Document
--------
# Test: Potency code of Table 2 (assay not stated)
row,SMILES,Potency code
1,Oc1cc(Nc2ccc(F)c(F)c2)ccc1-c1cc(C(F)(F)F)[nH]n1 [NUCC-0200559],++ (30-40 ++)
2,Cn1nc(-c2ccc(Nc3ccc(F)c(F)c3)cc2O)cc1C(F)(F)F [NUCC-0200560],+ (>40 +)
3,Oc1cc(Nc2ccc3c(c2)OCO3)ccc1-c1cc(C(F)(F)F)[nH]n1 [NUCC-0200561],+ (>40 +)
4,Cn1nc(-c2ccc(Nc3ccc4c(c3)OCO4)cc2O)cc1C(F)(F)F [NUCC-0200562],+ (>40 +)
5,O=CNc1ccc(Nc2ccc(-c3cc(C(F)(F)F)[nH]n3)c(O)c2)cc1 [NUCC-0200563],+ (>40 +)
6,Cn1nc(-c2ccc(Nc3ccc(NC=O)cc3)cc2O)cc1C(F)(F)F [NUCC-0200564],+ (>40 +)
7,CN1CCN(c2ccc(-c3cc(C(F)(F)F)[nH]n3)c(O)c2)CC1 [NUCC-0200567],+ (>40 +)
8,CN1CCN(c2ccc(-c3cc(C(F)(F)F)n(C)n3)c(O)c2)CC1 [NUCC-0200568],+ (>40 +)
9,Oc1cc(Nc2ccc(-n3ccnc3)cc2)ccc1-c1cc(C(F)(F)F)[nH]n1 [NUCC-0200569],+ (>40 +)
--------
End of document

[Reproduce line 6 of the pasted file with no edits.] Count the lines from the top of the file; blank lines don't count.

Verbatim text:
4,Cn1nc(-c2ccc(Nc3ccc4c(c3)OCO4)cc2O)cc1C(F)(F)F [NUCC-0200562],+ (>40 +)